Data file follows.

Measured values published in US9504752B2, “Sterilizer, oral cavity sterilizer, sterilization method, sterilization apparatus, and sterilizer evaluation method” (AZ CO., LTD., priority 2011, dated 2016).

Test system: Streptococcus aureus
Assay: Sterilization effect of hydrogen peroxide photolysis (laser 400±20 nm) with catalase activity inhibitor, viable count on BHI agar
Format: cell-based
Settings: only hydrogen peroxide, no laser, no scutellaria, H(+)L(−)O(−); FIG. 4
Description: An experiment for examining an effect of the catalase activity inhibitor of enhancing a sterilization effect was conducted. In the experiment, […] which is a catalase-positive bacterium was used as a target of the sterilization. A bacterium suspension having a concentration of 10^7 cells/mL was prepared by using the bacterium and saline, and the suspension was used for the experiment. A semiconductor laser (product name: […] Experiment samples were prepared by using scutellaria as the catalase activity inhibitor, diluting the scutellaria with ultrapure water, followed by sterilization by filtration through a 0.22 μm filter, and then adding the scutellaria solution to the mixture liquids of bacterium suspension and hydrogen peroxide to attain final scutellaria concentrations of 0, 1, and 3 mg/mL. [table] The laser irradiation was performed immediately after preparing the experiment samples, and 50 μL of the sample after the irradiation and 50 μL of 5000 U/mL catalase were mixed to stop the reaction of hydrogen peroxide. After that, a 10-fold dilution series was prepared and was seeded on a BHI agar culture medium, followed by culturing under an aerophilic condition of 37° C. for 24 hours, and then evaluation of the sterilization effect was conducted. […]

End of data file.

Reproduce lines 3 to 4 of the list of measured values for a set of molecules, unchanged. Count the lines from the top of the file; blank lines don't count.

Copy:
Assay: Sterilization effect of hydrogen peroxide photolysis (laser 400±20 nm) with catalase activity inhibitor, viable count on BHI agar
Format: cell-based